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Top 5 Tips for Staying Connected to Your Friends Who Don’t Have Kids

IMG_4356Two years ago, one of my best friends married the love of her life. The backdrop of the January wedding was a winter wonderland. Fresh snow with blue skies and just the right amount of chill in the air, the day couldn’t have been better.

Before the snow even melted, she and her new husband were already being asked when they were going to start a family. For them, the answer was simple. They weren’t, or rather more accurately, they had already started a family by getting married. They were perfectly happy with their immediate family being each other.

Whether by choice or happenstance, there are many women who don’t have children. We all know at least one woman who experiences otherhood in place of motherhood. While I love being a mom (99.9% of the time), I also love catching glimpses into a life without children.

I love what my friends without children add to my life. I love their perspective. They ground me. They remind me of who I was before having children and in some ways they remind me who I still am today. They give me insight to who I might be in the future when my kids are grown. These are just some of the reasons why I choose to celebrate otherhood with the same mindfulness and appreciation as motherhood.

Below are my top five tips on how to stay connected to your girlfriends (and guy friends) who don’t have children.

1.  Talk about something other than kids
Yes, our kids are the apples of our eye, and yes, your friend loves them too but, most of us are more than just Moms. We’re all daughters and friends. Some of us are employees and wives too. Keep updates on your kids brief and find some other common ground for your conversations.

2.  Celebrate new homes, jobs, promotions, and pets with the same gusto as a new baby
Everyone loves a new baby. Smelling and snuggling a new baby is like a little piece of heaven. I’m sure your friend took great care and interest in celebrating your bundle of joy. Take the same care and interest in your friend’s milestones. Send a small, meaningful house warming gift or flowers on the first day of a new job. Mail a card or a nice note on their birthday. Babysit their pet so they can go on a long weekend with their significant other (and text photos of their pet having fun with your kids!). Celebrate the events in their life with the same gusto they extend to you via your kids.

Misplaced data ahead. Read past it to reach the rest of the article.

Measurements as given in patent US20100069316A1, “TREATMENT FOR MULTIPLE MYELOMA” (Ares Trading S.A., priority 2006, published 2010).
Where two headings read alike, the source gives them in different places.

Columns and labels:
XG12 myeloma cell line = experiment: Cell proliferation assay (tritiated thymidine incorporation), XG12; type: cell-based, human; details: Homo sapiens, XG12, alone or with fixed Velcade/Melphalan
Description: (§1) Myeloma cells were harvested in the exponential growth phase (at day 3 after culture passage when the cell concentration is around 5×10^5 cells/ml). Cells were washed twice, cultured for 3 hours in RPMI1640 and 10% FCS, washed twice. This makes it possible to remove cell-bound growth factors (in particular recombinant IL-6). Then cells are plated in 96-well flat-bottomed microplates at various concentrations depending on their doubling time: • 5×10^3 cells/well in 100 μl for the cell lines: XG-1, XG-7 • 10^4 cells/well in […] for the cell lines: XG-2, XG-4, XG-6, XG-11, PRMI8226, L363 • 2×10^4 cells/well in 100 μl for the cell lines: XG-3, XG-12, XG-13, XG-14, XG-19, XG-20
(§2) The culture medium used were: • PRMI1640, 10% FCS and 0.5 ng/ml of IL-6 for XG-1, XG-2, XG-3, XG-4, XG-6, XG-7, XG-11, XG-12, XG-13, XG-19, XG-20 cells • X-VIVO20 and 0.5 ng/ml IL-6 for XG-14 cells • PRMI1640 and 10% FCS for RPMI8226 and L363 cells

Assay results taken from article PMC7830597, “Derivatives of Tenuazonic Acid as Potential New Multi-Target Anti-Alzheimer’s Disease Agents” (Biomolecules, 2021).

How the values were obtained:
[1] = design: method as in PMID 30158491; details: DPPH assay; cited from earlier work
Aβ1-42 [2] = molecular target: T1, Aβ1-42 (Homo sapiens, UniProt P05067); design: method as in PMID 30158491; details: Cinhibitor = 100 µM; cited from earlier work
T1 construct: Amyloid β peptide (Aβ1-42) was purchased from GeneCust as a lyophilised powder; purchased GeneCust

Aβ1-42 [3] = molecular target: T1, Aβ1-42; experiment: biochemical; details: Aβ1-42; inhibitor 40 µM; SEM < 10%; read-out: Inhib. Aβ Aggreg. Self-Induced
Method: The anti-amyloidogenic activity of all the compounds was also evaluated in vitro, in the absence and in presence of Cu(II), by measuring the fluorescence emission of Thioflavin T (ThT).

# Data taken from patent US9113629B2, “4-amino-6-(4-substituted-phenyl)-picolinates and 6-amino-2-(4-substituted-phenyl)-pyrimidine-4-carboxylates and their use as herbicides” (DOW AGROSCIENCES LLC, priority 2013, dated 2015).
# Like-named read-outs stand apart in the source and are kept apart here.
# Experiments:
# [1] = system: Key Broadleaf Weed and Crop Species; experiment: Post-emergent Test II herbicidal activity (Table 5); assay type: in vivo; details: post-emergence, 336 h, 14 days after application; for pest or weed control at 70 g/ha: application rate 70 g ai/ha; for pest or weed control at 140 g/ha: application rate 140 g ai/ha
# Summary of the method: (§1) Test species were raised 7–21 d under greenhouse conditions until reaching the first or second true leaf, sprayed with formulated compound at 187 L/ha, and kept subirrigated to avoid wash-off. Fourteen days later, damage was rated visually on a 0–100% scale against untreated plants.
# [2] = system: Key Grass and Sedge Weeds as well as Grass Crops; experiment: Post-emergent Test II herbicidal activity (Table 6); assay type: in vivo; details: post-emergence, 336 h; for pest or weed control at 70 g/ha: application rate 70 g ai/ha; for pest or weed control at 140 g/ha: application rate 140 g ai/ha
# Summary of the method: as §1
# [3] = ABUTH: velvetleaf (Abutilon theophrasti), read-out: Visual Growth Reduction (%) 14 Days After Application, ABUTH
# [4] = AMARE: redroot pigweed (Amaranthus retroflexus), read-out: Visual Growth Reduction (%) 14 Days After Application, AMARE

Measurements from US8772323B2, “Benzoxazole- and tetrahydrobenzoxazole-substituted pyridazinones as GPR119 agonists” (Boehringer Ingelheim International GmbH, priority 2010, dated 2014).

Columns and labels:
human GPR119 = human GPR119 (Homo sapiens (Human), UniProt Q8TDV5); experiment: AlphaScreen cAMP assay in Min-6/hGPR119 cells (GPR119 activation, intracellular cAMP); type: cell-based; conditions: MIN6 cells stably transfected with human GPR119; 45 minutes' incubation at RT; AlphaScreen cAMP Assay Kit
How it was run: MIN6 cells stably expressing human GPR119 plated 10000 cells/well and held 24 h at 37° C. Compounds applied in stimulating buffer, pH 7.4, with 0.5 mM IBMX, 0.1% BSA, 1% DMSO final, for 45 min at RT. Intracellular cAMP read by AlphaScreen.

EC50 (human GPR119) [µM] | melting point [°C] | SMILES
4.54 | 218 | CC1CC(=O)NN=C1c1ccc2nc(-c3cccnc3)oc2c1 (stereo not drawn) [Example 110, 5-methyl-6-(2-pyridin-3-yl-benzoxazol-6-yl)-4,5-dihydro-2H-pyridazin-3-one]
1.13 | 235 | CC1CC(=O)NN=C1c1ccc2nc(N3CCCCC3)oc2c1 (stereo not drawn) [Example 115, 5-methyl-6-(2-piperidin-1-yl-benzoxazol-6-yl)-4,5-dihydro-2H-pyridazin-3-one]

3.  Respect their time and their pocketbook
A good friend once told me that she felt like there was a pre-conceived notion that women without children have more time and money than women with children. I’ve found that people build a full life with or without kids. Women without children are busy too. Respect their time, and don’t assume that just because they are not shuffling kids to school, sports, or tending to them in some other way they aren’t busy.

Similarly, respect their pocketbook. It’s expensive to live in today’s world, and just about everyone’s on a budget. Yes, your daughter might be your friend’s single source for those delicious Girl Scout cookies but, there are countless fundraisers. Don’t ask your friend to contribute to them all.

4.  Answer texts and make time for a kid-free chat
I’m the first to admit that sometimes answering a text message falls to the wayside. I miss it when it comes through. I forget to respond or simply don’t remember to hit send. It happens to the best of us. But, I try to respond to them all in a timely manner and I make an extra effort to prioritize texts from my friends without children because I want them to know that their life and thoughts are just as important to me as scheduling my sons’ next play date.

I also know how difficult it can be to find time to have a nice, long chat. Selfishly, when I have free time, I often want to do something that’s just for me, and setting aside time to chat with friends isn’t always at the top of my list. To me, while time alone is important, it’s equally important that I maintain and strengthen my friendships so I make time to chat with my friends, especially those without kids, when I know that I won’t have kids demanding attention in the background.

5.  Extend the invite
I’m certain that your friend without children loves watching your kids grow. Don’t forget to extend birthday party invitations even if every other guest at the party will be a child or parent. Let’s face it, everyone loves cake! Likewise when you’re attending or coordinating a moms’ night out. Your friend might not be a mom, but I’m sure she’d love a night out on the town!


About Jennifer Woodbury Duval

Jennifer Woodbury Duval
A right coaster now living on the left, Jennifer Duval is a mom to two rambunctious boys, and works full-time in the communications department at a Fortune 500 company. Fueled by logic, she is a no-nonsense type of gal who doesn’t buy into the latest trends, but does like to try new, trendy restaurants. An avid reader, she also loves coffee, chocolate, Zumba, and discovering new places.

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